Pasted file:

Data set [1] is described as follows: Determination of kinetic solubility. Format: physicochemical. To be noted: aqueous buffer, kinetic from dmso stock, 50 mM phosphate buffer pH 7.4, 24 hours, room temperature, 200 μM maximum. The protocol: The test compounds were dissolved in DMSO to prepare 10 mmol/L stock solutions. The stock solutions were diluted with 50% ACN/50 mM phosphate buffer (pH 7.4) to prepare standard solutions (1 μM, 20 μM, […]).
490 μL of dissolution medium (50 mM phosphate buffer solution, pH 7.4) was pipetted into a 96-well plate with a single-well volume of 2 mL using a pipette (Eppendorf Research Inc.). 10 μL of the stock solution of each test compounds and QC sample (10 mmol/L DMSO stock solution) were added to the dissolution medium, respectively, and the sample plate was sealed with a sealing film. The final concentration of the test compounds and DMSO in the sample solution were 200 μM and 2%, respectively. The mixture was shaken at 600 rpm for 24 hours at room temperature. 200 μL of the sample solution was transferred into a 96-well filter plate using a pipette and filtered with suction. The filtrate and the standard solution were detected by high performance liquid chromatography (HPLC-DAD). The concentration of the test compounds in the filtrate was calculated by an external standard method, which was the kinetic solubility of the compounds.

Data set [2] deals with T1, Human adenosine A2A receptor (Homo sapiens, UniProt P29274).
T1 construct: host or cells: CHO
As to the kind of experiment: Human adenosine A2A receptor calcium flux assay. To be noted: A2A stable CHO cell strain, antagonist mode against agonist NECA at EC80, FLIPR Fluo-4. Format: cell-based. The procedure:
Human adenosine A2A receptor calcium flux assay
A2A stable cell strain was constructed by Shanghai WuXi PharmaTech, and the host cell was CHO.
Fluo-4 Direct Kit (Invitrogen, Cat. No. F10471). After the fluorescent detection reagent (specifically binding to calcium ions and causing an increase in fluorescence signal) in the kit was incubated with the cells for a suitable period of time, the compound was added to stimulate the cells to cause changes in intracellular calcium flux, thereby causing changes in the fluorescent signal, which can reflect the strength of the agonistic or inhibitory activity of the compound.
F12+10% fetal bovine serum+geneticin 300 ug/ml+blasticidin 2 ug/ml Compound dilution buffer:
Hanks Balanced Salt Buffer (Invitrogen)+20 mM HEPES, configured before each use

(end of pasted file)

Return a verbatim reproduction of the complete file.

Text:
Data set [1] is described as follows: Determination of kinetic solubility. Format: physicochemical. To be noted: aqueous buffer, kinetic from dmso stock, 50 mM phosphate buffer pH 7.4, 24 hours, room temperature, 200 μM maximum. The protocol: The test compounds were dissolved in DMSO to prepare 10 mmol/L stock solutions. The stock solutions were diluted with 50% ACN/50 mM phosphate buffer (pH 7.4) to prepare standard solutions (1 μM, 20 μM, […]).
490 μL of dissolution medium (50 mM phosphate buffer solution, pH 7.4) was pipetted into a 96-well plate with a single-well volume of 2 mL using a pipette (Eppendorf Research Inc.). 10 μL of the stock solution of each test compounds and QC sample (10 mmol/L DMSO stock solution) were added to the dissolution medium, respectively, and the sample plate was sealed with a sealing film. The final concentration of the test compounds and DMSO in the sample solution were 200 μM and 2%, respectively. The mixture was shaken at 600 rpm for 24 hours at room temperature. 200 μL of the sample solution was transferred into a 96-well filter plate using a pipette and filtered with suction. The filtrate and the standard solution were detected by high performance liquid chromatography (HPLC-DAD). The concentration of the test compounds in the filtrate was calculated by an external standard method, which was the kinetic solubility of the compounds.

Data set [2] deals with T1, Human adenosine A2A receptor (Homo sapiens, UniProt P29274).
T1 construct: host or cells: CHO
As to the kind of experiment: Human adenosine A2A receptor calcium flux assay. To be noted: A2A stable CHO cell strain, antagonist mode against agonist NECA at EC80, FLIPR Fluo-4. Format: cell-based. The procedure:
Human adenosine A2A receptor calcium flux assay
A2A stable cell strain was constructed by Shanghai WuXi PharmaTech, and the host cell was CHO.
Fluo-4 Direct Kit (Invitrogen, Cat. No. F10471). After the fluorescent detection reagent (specifically binding to calcium ions and causing an increase in fluorescence signal) in the kit was incubated with the cells for a suitable period of time, the compound was added to stimulate the cells to cause changes in intracellular calcium flux, thereby causing changes in the fluorescent signal, which can reflect the strength of the agonistic or inhibitory activity of the compound.
F12+10% fetal bovine serum+geneticin 300 ug/ml+blasticidin 2 ug/ml Compound dilution buffer:
Hanks Balanced Salt Buffer (Invitrogen)+20 mM HEPES, configured before each use